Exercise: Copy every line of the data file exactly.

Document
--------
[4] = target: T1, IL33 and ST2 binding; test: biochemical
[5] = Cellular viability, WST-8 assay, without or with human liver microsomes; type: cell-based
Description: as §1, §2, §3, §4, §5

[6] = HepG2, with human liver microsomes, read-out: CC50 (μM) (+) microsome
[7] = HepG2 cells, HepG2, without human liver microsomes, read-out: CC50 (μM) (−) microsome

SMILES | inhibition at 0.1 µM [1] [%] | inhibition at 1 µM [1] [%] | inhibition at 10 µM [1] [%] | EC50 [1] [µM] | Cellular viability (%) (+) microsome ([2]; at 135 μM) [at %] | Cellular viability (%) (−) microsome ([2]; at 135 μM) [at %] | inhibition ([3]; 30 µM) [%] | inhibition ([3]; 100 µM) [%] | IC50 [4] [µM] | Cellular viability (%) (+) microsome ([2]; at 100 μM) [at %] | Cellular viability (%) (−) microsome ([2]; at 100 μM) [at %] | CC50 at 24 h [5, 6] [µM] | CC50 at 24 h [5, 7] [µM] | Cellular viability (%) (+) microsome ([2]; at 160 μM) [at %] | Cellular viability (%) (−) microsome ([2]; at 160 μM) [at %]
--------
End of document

[4] = target: T1, IL33 and ST2 binding; test: biochemical
[5] = Cellular viability, WST-8 assay, without or with human liver microsomes; type: cell-based
Description: as §1, §2, §3, §4, §5

[6] = HepG2, with human liver microsomes, read-out: CC50 (μM) (+) microsome
[7] = HepG2 cells, HepG2, without human liver microsomes, read-out: CC50 (μM) (−) microsome

SMILES | inhibition at 0.1 µM [1] [%] | inhibition at 1 µM [1] [%] | inhibition at 10 µM [1] [%] | EC50 [1] [µM] | Cellular viability (%) (+) microsome ([2]; at 135 μM) [at %] | Cellular viability (%) (−) microsome ([2]; at 135 μM) [at %] | inhibition ([3]; 30 µM) [%] | inhibition ([3]; 100 µM) [%] | IC50 [4] [µM] | Cellular viability (%) (+) microsome ([2]; at 100 μM) [at %] | Cellular viability (%) (−) microsome ([2]; at 100 μM) [at %] | CC50 at 24 h [5, 6] [µM] | CC50 at 24 h [5, 7] [µM] | Cellular viability (%) (+) microsome ([2]; at 160 μM) [at %] | Cellular viability (%) (−) microsome ([2]; at 160 μM) [at %]